Conventional wisdom says that it is always best to use the highest available discount rate when calculating a life income gift deduction since this maximizes the donor's deduction. Using the highest discount rate also minimizes the tax-free portion of a gift annuity's payments.
Charitable Gift Types
A portion of each annuity payment is excluded from income as a return of principal; the rest of the annuity payment is taxed as ordinary income.(1) If your projection runs beyond the life expectancy of the annuitant(s), previously tax-free income is taxed as ordinary income. If the donor qualifies to report the gain that results from the establishment of the annuity over the donor's lifetime, part of the excludable portion will be taxed as capital gain until all of the gain has been reported.(2) Capital gains tax is assessed at the lesser of the rate you enter for the beneficiary's incom
A bequest is an irrevocable transfer by will of securities, real estate, tangible personal property, or other assets from the deceased to an individual or charity. Donors typically make outright bequests to charity, but they can also make them in the form of a planned gift. For bequests to charity, the donor's estate earns an estate tax deduction equal to the value of the gift to the charity.
A bargain sale of property is treated as part gift and part sale. The charitable deduction for the gift portion equals the total value of the property, less the total amount of consideration paid by the charity, including any debt to which the property is subject.(1) If you specify that the bargain sale is subject to the reduction rules for ordinary income and short term capital gain property, the charitable deduction is calculated by reference to the cost basis allocated to the gift portion of the bargain sale.(2)
A bargain sale is a simple agreement in which the donor sells securities, real estate, tangible personal property, or other assets to a charity for less than their current value. The donor earns an income tax deduction for the difference between the fair market value of the donated assets and the sale price, subject to IRS 30%/50% limitations. If the donor bargain sells long-term appreciated property, the donor must report the capital gain that is attributable to the sale portion of the transaction.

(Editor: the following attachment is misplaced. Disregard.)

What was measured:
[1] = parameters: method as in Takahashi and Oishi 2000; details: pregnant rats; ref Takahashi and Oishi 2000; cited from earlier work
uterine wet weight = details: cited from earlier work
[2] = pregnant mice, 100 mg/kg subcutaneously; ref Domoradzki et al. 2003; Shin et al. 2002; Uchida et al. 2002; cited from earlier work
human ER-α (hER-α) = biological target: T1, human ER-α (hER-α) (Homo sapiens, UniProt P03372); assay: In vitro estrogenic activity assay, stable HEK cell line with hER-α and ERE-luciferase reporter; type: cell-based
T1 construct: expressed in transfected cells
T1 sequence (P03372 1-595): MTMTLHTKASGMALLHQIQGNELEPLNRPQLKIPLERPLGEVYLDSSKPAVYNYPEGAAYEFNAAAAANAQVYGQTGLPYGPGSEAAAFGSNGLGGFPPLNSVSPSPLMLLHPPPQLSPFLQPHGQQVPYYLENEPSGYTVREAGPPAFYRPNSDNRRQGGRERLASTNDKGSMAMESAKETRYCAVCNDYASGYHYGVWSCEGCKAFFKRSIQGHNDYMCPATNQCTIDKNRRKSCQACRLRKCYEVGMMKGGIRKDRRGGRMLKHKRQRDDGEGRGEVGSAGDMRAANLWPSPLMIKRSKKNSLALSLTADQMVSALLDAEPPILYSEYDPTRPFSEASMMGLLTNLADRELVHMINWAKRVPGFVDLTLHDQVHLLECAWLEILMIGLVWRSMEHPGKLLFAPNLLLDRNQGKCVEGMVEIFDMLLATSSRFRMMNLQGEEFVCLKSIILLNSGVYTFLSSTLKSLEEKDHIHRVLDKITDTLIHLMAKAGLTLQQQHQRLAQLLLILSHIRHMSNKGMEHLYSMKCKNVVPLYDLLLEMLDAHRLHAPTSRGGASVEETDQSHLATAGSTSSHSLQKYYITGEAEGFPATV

A bargain sale is a simple agreement in which the donor sells securities, real estate, tangible personal property, or other assets to a charity for less than their current value. The charity pays the donor the sale price in installments according to a schedule the donor and charity agree on. The donor earns an income tax deduction for the difference between the fair market value of the donated assets and the present value of the installment payments, subject to IRS 30%/50% limitations.
We've been getting a lot of client calls asking us what to do when a deferred gift annuity they want to propose to a donor doesn't pass the 10% remainder value test. Before we answer this question, let's first explore why recently this issue has been arising with greater frequency than we're used to.
In this last of three articles on the gift annuity, we will discuss the taxation of gift annuity payments. Unlike remainder trusts, the taxation of gift annuity payments is determined at the time the annuity is established. This taxation is unaffected by the actual investment performance of the donated assets. Annuities funded with cash make payments that are considered partially tax-free return of principal and partially ordinary income. Donors who fund an annuity with appreciated property must also report a certain amount of capital gain income.
The calculation of the deferred annuity payout and the charitable income tax deduction.
In this second of a three part series on gift annuity deductions and taxation, we examine the calculation of the deferred annuity payout and the charitable income tax deduction.
The bread and butter of planned giving programs for most non-profits is the charitable gift annuity (CGA). The CGA is easy to establish, simple to administer, and leaves a generous gift to charity. This article is the first in a three part series on CGA deductions and taxation.
In this article, we will examine the calculation of the CGA charitable income tax deduction and the variables that affect this calculation. We will discuss how you can maximize your donor's income tax deduction in a low discount rate environment.